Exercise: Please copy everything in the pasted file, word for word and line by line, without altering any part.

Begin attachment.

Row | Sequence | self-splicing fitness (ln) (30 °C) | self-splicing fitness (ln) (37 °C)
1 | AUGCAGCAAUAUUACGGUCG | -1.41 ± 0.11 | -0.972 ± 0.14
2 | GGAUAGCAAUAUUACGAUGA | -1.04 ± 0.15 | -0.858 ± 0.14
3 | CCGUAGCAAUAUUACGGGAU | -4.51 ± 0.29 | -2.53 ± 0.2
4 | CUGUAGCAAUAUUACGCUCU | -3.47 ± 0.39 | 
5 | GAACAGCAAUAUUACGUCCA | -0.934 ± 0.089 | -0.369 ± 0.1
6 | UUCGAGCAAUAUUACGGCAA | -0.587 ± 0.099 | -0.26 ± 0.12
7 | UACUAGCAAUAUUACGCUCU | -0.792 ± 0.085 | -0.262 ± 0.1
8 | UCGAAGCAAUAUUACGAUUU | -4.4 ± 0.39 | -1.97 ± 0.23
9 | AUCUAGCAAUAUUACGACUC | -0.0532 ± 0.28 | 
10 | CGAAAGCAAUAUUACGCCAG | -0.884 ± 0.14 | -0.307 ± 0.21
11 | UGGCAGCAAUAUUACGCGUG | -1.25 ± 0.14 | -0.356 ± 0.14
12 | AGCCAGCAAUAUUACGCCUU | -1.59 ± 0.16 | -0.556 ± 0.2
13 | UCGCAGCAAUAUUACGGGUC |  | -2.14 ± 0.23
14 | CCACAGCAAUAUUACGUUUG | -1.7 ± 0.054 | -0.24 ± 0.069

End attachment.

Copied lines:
Row | Sequence | self-splicing fitness (ln) (30 °C) | self-splicing fitness (ln) (37 °C)
1 | AUGCAGCAAUAUUACGGUCG | -1.41 ± 0.11 | -0.972 ± 0.14
2 | GGAUAGCAAUAUUACGAUGA | -1.04 ± 0.15 | -0.858 ± 0.14
3 | CCGUAGCAAUAUUACGGGAU | -4.51 ± 0.29 | -2.53 ± 0.2
4 | CUGUAGCAAUAUUACGCUCU | -3.47 ± 0.39 | 
5 | GAACAGCAAUAUUACGUCCA | -0.934 ± 0.089 | -0.369 ± 0.1
6 | UUCGAGCAAUAUUACGGCAA | -0.587 ± 0.099 | -0.26 ± 0.12
7 | UACUAGCAAUAUUACGCUCU | -0.792 ± 0.085 | -0.262 ± 0.1
8 | UCGAAGCAAUAUUACGAUUU | -4.4 ± 0.39 | -1.97 ± 0.23
9 | AUCUAGCAAUAUUACGACUC | -0.0532 ± 0.28 | 
10 | CGAAAGCAAUAUUACGCCAG | -0.884 ± 0.14 | -0.307 ± 0.21
11 | UGGCAGCAAUAUUACGCGUG | -1.25 ± 0.14 | -0.356 ± 0.14
12 | AGCCAGCAAUAUUACGCCUU | -1.59 ± 0.16 | -0.556 ± 0.2
13 | UCGCAGCAAUAUUACGGGUC |  | -2.14 ± 0.23
14 | CCACAGCAAUAUUACGUUUG | -1.7 ± 0.054 | -0.24 ± 0.069